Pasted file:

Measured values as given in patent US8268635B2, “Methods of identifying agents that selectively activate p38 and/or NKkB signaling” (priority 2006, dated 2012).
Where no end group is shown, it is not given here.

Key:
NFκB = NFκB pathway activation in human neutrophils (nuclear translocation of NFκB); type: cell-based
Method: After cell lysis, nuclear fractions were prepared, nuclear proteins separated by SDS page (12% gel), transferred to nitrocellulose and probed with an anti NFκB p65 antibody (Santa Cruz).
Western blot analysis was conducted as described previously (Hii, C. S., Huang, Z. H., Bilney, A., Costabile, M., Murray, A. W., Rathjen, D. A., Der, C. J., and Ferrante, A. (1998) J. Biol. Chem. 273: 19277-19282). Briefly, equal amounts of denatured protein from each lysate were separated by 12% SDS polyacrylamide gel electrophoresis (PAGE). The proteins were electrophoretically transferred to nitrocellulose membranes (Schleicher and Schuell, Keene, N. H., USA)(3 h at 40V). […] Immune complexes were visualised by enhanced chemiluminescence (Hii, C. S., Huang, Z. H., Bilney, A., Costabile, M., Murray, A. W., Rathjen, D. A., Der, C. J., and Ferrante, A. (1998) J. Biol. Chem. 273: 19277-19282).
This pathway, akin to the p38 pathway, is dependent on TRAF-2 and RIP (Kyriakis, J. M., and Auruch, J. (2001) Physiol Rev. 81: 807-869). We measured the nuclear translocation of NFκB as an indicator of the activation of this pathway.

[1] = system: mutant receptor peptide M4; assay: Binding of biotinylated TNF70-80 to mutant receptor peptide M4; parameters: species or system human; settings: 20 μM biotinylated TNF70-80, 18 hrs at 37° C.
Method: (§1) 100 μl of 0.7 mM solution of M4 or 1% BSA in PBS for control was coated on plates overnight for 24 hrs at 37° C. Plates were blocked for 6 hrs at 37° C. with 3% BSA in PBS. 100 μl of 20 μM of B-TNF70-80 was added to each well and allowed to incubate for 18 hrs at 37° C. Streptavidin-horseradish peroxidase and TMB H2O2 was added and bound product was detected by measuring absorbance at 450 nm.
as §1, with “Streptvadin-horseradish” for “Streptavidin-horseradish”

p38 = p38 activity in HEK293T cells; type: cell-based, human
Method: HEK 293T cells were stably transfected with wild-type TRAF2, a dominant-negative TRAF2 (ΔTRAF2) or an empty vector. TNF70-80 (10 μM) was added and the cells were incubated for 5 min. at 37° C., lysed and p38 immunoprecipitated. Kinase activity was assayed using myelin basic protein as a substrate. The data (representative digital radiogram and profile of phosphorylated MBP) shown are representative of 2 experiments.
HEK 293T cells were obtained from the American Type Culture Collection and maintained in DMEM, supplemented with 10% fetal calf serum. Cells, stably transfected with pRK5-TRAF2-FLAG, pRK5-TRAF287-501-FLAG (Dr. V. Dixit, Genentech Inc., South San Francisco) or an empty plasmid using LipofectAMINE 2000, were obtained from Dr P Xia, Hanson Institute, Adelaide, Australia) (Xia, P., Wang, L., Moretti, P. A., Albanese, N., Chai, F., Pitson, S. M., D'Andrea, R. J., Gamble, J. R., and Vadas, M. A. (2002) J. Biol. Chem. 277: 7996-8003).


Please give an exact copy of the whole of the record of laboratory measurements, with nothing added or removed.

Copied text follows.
Measured values as given in patent US8268635B2, “Methods of identifying agents that selectively activate p38 and/or NKkB signaling” (priority 2006, dated 2012).
Where no end group is shown, it is not given here.

Key:
NFκB = NFκB pathway activation in human neutrophils (nuclear translocation of NFκB); type: cell-based
Method: After cell lysis, nuclear fractions were prepared, nuclear proteins separated by SDS page (12% gel), transferred to nitrocellulose and probed with an anti NFκB p65 antibody (Santa Cruz).
Western blot analysis was conducted as described previously (Hii, C. S., Huang, Z. H., Bilney, A., Costabile, M., Murray, A. W., Rathjen, D. A., Der, C. J., and Ferrante, A. (1998) J. Biol. Chem. 273: 19277-19282). Briefly, equal amounts of denatured protein from each lysate were separated by 12% SDS polyacrylamide gel electrophoresis (PAGE). The proteins were electrophoretically transferred to nitrocellulose membranes (Schleicher and Schuell, Keene, N. H., USA)(3 h at 40V). […] Immune complexes were visualised by enhanced chemiluminescence (Hii, C. S., Huang, Z. H., Bilney, A., Costabile, M., Murray, A. W., Rathjen, D. A., Der, C. J., and Ferrante, A. (1998) J. Biol. Chem. 273: 19277-19282).
This pathway, akin to the p38 pathway, is dependent on TRAF-2 and RIP (Kyriakis, J. M., and Auruch, J. (2001) Physiol Rev. 81: 807-869). We measured the nuclear translocation of NFκB as an indicator of the activation of this pathway.

[1] = system: mutant receptor peptide M4; assay: Binding of biotinylated TNF70-80 to mutant receptor peptide M4; parameters: species or system human; settings: 20 μM biotinylated TNF70-80, 18 hrs at 37° C.
Method: (§1) 100 μl of 0.7 mM solution of M4 or 1% BSA in PBS for control was coated on plates overnight for 24 hrs at 37° C. Plates were blocked for 6 hrs at 37° C. with 3% BSA in PBS. 100 μl of 20 μM of B-TNF70-80 was added to each well and allowed to incubate for 18 hrs at 37° C. Streptavidin-horseradish peroxidase and TMB H2O2 was added and bound product was detected by measuring absorbance at 450 nm.
as §1, with “Streptvadin-horseradish” for “Streptavidin-horseradish”

p38 = p38 activity in HEK293T cells; type: cell-based, human
Method: HEK 293T cells were stably transfected with wild-type TRAF2, a dominant-negative TRAF2 (ΔTRAF2) or an empty vector. TNF70-80 (10 μM) was added and the cells were incubated for 5 min. at 37° C., lysed and p38 immunoprecipitated. Kinase activity was assayed using myelin basic protein as a substrate. The data (representative digital radiogram and profile of phosphorylated MBP) shown are representative of 2 experiments.
HEK 293T cells were obtained from the American Type Culture Collection and maintained in DMEM, supplemented with 10% fetal calf serum. Cells, stably transfected with pRK5-TRAF2-FLAG, pRK5-TRAF287-501-FLAG (Dr. V. Dixit, Genentech Inc., South San Francisco) or an empty plasmid using LipofectAMINE 2000, were obtained from Dr P Xia, Hanson Institute, Adelaide, Australia) (Xia, P., Wang, L., Moretti, P. A., Albanese, N., Chai, F., Pitson, S. M., D'Andrea, R. J., Gamble, J. R., and Vadas, M. A. (2002) J. Biol. Chem. 277: 7996-8003).